“The cross,” someone once said, “has become so ordinary that we hardly see it anymore.” The thought struck me as I walked through a shop with items to buy stashed in every crevice: frog-shaped garden statues, multi-colored curios, inventive décor made from soda cans, beach glass, and refurbished car parts. Occasionally surfacing through blanketed floors and ornamented walls were cross-shaped or cross-adorned objects, so ordinary in a shop so out-of-the-ordinary, they were almost hard to notice at all. The cross has become so ordinary that we hardly see it anymore. The thought altered the remainder of my browsing. How can this be true? How can an image once shameful enough to bow the proudest heads become ordinary? Could the gallows ever be innocuous? Would the death sentence of someone near us ever fail to get our attention, much less blend in beside earthenware and figurines?
Theodore Prescott is a sculptor who has spent a great deal of time thinking about the cross. In the 1980’s he began working on a series of crosses using different materials, forms, and processes hoping to reconstitute the cultural and scriptural imagery of the Roman cross. In a sense, Prescott attempts to portray the incongruous. The Roman cross was a loathsome manner of execution that inflicted an anguished death; the Cross of Christ held a man who went willingly—and without guilt. Though a reflection of beauty and sacrifice, the cross is also an image of physical torture, inseparable from flesh and blood.There was a body on these beams. Its image bears both startling realities—the presence of outstretched limbs and the mystery of a now vacant cross. These contrasts alone are replete with a peculiar depth. Yet, our daily intake of the cross “precludes contemplation,” notes Prescott. The cross has indeed become so ordinary that we hardly see it anymore.
Maybe he is right. But if the cross has become merely a symbol of Christianity, an emblem of one religion in a sea of others, it is still a symbol that stands secluded from the others. Even as an image among many or an image buried in bric-a-brac, it remains conspicuously on its own. The symbol of the cross is an instrument of death. Far from ordinary, it suggests, at the very least, a love quite beyond us. Perhaps it is we who have become ordinary, our senses dulled to unconsciousness by the daily matters we give precedence. Even in his own time, the apostle Paul lamented such a blurring of the cross, calling the world to a greater vision: As I have often told you before and now say again even with tears, many live as enemies of the cross of Christ. Their destiny is destruction, their god is their stomach, and their glory is in their shame. Their mind is on earthly things.But our citizenship is in heaven.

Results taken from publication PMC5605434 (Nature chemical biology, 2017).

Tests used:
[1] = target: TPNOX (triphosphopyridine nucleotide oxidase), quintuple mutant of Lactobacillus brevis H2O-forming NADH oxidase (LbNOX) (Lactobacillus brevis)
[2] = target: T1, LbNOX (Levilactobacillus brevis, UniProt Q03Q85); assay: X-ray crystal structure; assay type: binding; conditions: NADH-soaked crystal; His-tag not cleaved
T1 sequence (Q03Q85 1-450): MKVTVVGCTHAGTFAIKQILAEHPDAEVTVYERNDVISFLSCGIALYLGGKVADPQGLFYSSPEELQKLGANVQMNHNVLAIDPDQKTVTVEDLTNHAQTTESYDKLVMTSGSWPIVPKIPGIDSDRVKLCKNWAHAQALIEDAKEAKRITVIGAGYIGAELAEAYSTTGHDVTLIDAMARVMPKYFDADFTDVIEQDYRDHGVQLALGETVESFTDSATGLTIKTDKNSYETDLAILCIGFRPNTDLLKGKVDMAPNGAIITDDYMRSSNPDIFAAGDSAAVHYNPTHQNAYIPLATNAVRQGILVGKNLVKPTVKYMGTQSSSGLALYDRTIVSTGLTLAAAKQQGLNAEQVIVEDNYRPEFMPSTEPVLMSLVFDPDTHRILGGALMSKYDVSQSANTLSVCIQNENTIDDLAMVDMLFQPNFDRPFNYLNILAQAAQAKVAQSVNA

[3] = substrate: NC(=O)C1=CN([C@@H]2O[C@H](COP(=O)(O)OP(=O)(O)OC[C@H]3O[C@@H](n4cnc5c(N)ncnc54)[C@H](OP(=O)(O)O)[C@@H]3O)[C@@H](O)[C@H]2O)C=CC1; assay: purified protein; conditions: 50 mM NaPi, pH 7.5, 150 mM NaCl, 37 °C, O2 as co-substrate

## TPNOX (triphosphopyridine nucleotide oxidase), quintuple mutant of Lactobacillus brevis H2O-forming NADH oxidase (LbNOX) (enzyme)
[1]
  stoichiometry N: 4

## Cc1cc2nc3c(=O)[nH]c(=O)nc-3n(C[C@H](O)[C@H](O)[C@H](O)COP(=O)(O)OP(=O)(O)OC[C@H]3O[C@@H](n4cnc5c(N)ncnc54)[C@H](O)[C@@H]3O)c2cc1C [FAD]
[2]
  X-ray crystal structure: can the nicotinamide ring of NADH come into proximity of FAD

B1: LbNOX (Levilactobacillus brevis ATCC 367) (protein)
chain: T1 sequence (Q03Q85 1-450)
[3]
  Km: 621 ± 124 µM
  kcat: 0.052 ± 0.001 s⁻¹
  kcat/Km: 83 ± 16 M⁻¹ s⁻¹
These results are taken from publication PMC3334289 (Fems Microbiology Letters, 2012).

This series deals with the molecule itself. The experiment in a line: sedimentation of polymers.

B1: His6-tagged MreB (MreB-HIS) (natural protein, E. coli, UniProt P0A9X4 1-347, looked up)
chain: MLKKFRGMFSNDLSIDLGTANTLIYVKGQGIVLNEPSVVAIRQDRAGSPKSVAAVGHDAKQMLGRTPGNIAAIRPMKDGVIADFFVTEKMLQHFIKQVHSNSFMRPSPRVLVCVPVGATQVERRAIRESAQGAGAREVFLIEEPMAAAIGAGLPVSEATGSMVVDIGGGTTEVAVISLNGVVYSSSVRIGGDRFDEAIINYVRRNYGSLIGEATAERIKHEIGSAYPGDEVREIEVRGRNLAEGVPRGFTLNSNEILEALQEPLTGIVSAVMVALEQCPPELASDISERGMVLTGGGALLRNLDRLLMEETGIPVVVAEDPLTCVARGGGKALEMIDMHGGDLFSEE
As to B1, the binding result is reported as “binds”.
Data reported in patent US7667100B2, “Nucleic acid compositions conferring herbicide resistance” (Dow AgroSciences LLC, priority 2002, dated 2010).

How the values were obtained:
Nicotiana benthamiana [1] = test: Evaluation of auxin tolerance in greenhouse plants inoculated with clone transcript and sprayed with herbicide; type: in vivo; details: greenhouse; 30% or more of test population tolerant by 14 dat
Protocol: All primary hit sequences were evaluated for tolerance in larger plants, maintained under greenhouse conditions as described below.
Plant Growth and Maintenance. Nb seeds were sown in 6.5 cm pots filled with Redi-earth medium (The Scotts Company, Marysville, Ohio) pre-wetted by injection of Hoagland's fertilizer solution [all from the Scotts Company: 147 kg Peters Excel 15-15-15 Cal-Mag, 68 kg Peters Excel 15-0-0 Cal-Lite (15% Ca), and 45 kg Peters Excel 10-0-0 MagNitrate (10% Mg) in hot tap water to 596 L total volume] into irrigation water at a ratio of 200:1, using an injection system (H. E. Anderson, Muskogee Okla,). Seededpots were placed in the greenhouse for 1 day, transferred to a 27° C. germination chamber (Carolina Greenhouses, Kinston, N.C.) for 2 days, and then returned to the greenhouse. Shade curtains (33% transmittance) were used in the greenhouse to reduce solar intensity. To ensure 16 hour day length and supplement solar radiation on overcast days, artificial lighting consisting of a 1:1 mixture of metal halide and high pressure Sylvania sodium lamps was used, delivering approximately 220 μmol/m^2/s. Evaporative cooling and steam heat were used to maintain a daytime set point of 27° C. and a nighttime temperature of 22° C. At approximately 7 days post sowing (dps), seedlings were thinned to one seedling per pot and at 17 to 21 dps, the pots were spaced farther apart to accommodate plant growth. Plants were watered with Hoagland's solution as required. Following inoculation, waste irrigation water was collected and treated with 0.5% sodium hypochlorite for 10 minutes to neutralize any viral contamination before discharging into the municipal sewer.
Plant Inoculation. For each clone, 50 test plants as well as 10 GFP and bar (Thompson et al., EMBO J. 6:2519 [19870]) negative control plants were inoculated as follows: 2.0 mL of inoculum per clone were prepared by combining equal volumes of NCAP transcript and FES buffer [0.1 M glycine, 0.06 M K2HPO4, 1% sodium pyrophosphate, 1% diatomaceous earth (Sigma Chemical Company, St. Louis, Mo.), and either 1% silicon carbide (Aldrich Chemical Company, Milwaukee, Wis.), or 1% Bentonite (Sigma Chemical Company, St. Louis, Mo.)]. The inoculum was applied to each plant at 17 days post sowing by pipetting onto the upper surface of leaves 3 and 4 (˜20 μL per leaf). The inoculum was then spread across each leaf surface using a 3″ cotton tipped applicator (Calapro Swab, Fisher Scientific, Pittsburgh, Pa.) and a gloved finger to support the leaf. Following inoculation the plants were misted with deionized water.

For those who will not look carefully, the cross can be perceived as foolish or not perceived at all. It can be stripped of meaning or emptied of beauty, hope, and depth. But it cannot be emptied of Christ. “If any want to become followers,” said Jesus, “let them deny themselves and take up their cross and follow me. For those who want to save their life will lose it, and those who lose their life for my sake, and for the sake of the gospel, will save it.” The message of the cross may be nothing to some, but to those who will stand in its shame and offense, scandal and power, it is everything.
Moreover, even where the cross is obscure, Christ is still near. Ironically, what started Theodore Prescott thinking about the absence of the cross’s meaning was a piece of his own art in which many people saw a cruciform image, though this was not his intention or vision when he started. For those who will see, the cross of Christ is expectantly present in every moment and every scene. In its beauty, we are changed. In view of extended limbs and a broken body, we discover a present, physical aspect to the way of Christ. In the scandal of its emptiness, we are left yearning for the face of the risen Christ again: “I want to know Christ,” said Paul, “and the power of his resurrection and the sharing of his sufferings by becoming like him in his death, if somehow I may attain the resurrection from the dead.”
The Gospel of John reports that Pilate had a notice prepared and fastened to the beams of the common cross that bore the radical rabbi. It read in three languages: “JESUS OF NAZARETH, THE KING OF THE JEWS.” There is nothing ordinary about the manner in which this king died, the cross on which he hung, or the symbol of death on which he inscribed a hope that would be carried throughout the nations. There was an ordinary cross in history with his name on it, and he went to it with nothing short of the world in mind.
Jill Carattini is managing editor of A Slice of Infinity at Ravi Zacharias International Ministries in Atlanta, Georgia.